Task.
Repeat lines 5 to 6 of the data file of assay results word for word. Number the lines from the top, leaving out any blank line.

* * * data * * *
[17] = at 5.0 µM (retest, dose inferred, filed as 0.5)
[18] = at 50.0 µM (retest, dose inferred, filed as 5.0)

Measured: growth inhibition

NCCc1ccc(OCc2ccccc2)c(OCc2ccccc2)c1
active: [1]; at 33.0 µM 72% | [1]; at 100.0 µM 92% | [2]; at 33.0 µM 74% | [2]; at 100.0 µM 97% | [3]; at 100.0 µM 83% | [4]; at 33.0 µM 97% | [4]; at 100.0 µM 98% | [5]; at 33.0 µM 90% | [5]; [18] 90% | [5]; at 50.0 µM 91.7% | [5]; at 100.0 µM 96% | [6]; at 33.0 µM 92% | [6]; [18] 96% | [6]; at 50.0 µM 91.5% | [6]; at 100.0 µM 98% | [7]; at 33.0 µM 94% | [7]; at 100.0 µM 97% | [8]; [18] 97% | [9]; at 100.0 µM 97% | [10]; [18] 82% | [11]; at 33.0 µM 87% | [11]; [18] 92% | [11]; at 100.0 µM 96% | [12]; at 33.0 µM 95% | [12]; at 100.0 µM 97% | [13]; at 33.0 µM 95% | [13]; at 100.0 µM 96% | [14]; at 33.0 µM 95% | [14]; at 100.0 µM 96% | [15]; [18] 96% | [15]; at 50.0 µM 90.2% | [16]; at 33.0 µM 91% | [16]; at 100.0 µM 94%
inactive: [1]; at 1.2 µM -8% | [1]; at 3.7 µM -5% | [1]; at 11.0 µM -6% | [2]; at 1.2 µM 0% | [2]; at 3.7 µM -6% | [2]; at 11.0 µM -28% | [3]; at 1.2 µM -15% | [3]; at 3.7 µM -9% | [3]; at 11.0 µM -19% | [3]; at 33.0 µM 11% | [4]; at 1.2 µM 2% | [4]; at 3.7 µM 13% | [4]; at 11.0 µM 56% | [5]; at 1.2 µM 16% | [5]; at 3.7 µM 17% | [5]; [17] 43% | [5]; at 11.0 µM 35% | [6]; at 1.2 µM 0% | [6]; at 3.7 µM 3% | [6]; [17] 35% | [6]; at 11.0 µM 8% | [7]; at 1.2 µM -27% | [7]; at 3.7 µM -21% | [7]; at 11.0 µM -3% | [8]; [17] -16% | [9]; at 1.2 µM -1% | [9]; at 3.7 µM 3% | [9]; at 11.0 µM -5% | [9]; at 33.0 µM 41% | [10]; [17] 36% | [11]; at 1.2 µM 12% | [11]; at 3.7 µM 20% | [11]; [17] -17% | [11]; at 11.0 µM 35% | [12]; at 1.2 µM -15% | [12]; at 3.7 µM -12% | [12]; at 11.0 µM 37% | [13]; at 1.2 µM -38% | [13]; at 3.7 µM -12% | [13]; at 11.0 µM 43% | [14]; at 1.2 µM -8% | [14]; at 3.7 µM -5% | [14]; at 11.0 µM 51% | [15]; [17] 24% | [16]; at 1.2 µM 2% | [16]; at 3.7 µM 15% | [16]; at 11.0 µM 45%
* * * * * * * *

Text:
active: [1]; at 33.0 µM 72% | [1]; at 100.0 µM 92% | [2]; at 33.0 µM 74% | [2]; at 100.0 µM 97% | [3]; at 100.0 µM 83% | [4]; at 33.0 µM 97% | [4]; at 100.0 µM 98% | [5]; at 33.0 µM 90% | [5]; [18] 90% | [5]; at 50.0 µM 91.7% | [5]; at 100.0 µM 96% | [6]; at 33.0 µM 92% | [6]; [18] 96% | [6]; at 50.0 µM 91.5% | [6]; at 100.0 µM 98% | [7]; at 33.0 µM 94% | [7]; at 100.0 µM 97% | [8]; [18] 97% | [9]; at 100.0 µM 97% | [10]; [18] 82% | [11]; at 33.0 µM 87% | [11]; [18] 92% | [11]; at 100.0 µM 96% | [12]; at 33.0 µM 95% | [12]; at 100.0 µM 97% | [13]; at 33.0 µM 95% | [13]; at 100.0 µM 96% | [14]; at 33.0 µM 95% | [14]; at 100.0 µM 96% | [15]; [18] 96% | [15]; at 50.0 µM 90.2% | [16]; at 33.0 µM 91% | [16]; at 100.0 µM 94%
inactive: [1]; at 1.2 µM -8% | [1]; at 3.7 µM -5% | [1]; at 11.0 µM -6% | [2]; at 1.2 µM 0% | [2]; at 3.7 µM -6% | [2]; at 11.0 µM -28% | [3]; at 1.2 µM -15% | [3]; at 3.7 µM -9% | [3]; at 11.0 µM -19% | [3]; at 33.0 µM 11% | [4]; at 1.2 µM 2% | [4]; at 3.7 µM 13% | [4]; at 11.0 µM 56% | [5]; at 1.2 µM 16% | [5]; at 3.7 µM 17% | [5]; [17] 43% | [5]; at 11.0 µM 35% | [6]; at 1.2 µM 0% | [6]; at 3.7 µM 3% | [6]; [17] 35% | [6]; at 11.0 µM 8% | [7]; at 1.2 µM -27% | [7]; at 3.7 µM -21% | [7]; at 11.0 µM -3% | [8]; [17] -16% | [9]; at 1.2 µM -1% | [9]; at 3.7 µM 3% | [9]; at 11.0 µM -5% | [9]; at 33.0 µM 41% | [10]; [17] 36% | [11]; at 1.2 µM 12% | [11]; at 3.7 µM 20% | [11]; [17] -17% | [11]; at 11.0 µM 35% | [12]; at 1.2 µM -15% | [12]; at 3.7 µM -12% | [12]; at 11.0 µM 37% | [13]; at 1.2 µM -38% | [13]; at 3.7 µM -12% | [13]; at 11.0 µM 43% | [14]; at 1.2 µM -8% | [14]; at 3.7 µM -5% | [14]; at 11.0 µM 51% | [15]; [17] 24% | [16]; at 1.2 µM 2% | [16]; at 3.7 µM 15% | [16]; at 11.0 µM 45%